Rotherham 4 City 1

This felt ten times worse than Blackpool.

City may have had twice as many shots as Rotherham. Yes, there might have been a ten-minute period straight after Omar Daley's stunning equaliser when the only winner looked to be the team in blue.

And David Wetherall had a point when he said the three-goal margin did not tell the story.

Dress it up however you like but the Bantams were dumped 4-1 by a side that had not won for three months; a side that had lost their previous four games; a side that had collected only one point from the last possible 27.

Those were the depressing facts to come out of Millmoor as City dropped below the dreaded relegation line for the first time. Bournemouth overhauled them with a surprise win over Doncaster and the Bantams could have no complaints.

They had equalled their heaviest defeat of the season - and, let's face it, Rotherham are no Blackpool.

On an afternoon that everyone had earmarked as the start of the survival push, too many players forgot to turn up. Defensively, in particular, where City were woeful.

Inevitably fingers will be pointed, however reluctantly, at Wetherall for picking the wrong back four. In other words, leaving himself out of the equation.

Wetherall felt he was in no position to play after another draining week trying to combine both jobs. The fact that he was still in negotiations with a possible signing late into Friday night was hardly the ideal preparation for such a big game.

But he is first and foremost a City player; and at a critical time like this, surely the first name on everybody's team-sheet.

Think Rotherham away; think Wetherall. It is his type of battleground where you have to stand tall and strong and take no prisoners.

Rotherham, even in their woeful current situation, have not changed. And after making their own switch at the top by axing Alan Knill on Thursday, there was always likely to be a new zest in their approach.

City's inexperienced backline could not handle it. John Swift, who got the nod over Craig Bentham to fill in at right back, looked understandably rusty; Ben Parker struggled again on the left and Simon Ainge, so impressive in the previous two games, had an afternoon he will want to banish.

It left Mark Bower as the senior man, trying vainly to plug the gaps that sprung up all over the place. Even he was not immune to moments of panic.

Oh for a Wetherall figure to calm everything down.

The fact that City, despite a very poor first half, still looked favourites at 1-1 shows how ordinary the home side are. Rotherham creaked under pressure just as much, with goalkeeper Gary Montgomery needing a nervous second grab at most efforts.

But it was a clanger from opposite number Donovan Ricketts that turned the game on its head.

City had clawed their way back from an horrendous start when Theo Streete's massive throw-in caught the visitors on their heels. Streete, whose booming deliveries created constant problems, launched the ball over Bower and into a hole where Parker should have been.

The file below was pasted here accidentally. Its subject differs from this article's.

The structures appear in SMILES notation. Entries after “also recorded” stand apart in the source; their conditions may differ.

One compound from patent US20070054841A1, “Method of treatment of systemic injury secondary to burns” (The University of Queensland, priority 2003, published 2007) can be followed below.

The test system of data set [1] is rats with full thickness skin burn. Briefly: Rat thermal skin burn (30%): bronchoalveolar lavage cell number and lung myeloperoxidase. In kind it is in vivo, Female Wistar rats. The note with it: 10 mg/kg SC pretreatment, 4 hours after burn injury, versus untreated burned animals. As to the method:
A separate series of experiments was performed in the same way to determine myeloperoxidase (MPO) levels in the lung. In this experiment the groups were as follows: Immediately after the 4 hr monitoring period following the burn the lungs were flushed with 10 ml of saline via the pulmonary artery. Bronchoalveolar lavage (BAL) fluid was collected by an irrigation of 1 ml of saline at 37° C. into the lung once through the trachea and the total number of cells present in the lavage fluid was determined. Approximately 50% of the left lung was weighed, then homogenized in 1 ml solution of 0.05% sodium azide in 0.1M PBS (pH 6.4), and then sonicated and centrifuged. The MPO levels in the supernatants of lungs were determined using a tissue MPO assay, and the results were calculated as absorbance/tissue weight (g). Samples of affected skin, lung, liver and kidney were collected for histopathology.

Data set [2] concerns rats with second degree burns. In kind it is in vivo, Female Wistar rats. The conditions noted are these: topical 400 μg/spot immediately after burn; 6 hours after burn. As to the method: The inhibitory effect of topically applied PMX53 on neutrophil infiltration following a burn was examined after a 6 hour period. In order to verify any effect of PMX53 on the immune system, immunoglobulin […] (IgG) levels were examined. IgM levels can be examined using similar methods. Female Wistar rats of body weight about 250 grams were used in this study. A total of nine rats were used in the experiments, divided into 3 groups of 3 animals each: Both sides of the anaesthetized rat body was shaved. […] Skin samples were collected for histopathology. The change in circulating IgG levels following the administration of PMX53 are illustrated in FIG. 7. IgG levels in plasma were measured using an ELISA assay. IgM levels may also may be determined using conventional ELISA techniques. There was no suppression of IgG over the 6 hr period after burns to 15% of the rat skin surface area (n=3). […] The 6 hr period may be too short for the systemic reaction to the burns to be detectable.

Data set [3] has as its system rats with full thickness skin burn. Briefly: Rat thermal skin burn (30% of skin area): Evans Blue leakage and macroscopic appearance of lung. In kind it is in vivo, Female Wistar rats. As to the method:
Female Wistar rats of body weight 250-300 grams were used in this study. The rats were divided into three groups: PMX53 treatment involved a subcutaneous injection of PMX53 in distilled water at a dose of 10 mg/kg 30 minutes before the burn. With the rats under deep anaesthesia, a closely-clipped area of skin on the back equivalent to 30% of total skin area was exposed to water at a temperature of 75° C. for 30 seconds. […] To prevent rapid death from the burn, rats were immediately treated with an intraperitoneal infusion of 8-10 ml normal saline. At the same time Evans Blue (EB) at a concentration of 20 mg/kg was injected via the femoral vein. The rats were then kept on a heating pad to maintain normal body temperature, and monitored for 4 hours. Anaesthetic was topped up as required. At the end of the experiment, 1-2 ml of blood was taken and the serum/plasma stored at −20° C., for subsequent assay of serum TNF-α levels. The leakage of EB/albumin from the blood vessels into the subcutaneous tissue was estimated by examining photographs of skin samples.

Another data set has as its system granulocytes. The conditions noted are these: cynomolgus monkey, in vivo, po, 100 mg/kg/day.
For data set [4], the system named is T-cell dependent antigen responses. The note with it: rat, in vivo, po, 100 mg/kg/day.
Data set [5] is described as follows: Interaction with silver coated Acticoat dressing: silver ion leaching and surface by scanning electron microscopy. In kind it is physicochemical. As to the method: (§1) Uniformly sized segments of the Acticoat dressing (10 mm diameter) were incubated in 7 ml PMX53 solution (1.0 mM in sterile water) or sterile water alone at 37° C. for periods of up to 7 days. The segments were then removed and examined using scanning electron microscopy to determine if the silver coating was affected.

Instead it was Ian Henderson in acres of space, who delivered a low cross which was clumsily bundled home by Delroy Facey. No wonder the home fans went berserk - it was the first time in six games that Rotherham had scored the opening goal.

City's huge travelling support could scarcely believe it either, nor the rest of the half that followed as their side resorted to launching hopeful long balls for the valiant Billy Paynter to do something with. It looked like relegation material.

Joe Colbeck saw plenty of the ball but did little with it and was barely able to beat the first defender with his crosses. Eddie Johnson ran around a lot but mainly chasing lost causes.

At least Marc Bridge-Wilkinson had a bit of fight about him and forced a decent tip-over from Montgomery with a well-struck free-kick. But it was poor stuff and the stunned supporters must have spent the interval wondering which side was which.

City's long-awaited response finally arrived nine minutes into the second half. Daley, a bit-part player on the left, suddenly found room and the determination to attack it as he drifted inside before smashing a dipping 25-yarder past Montgomery.

What a way to open your City account and the ecstatic team-mates and fans sensed the platform for a storming comeback. Rotherham had been here before and home heads were beginning to droop.

Paynter had a "goal" ruled out for a push - the second he'd been denied - before Parker was sailing close to the wind after a nasty lunge at Streete. The Rotherham right back had just clattered Daley but Parker's instant retribution could have earned him a red instead of yellow card.

But the real punishment came from the free-kick. There looked no danger at all with the ball barely five yards over the halfway line as Woods curled the free-kick goalwards. Ricketts came for a routine catch but was caught out by the wind and somehow let it spill through his fingers, before watching agonisingly as the ball bounced gently into the bottom corner of the net.

Their rediscovered confidence now drained, the Bantams slipped into panic mode and Facey outmuscled Swift and Ainge to drill in the third goal via a post.

City pounded away at the other end but the inevitable holes appearing allowed Rotherham to break menacingly and Ricketts seemed to use the entire length of his body to somehow deny Henderson a fourth.

There was still time for the keeper's day to take another turn for the worse after a throw-in was worked to Woods, who gave Ricketts no chance with a stunning left-foot drive into the far corner.

City's luck in front of goal was summed up when they twice hit the bar in stoppage time - Bridge-Wilkinson with a free-kick and Johnson with the follow-up - but most of their fans had given up the ghost by then and headed for home.

The fear now is that they will have to come back to Millmoor next season. And not in this division.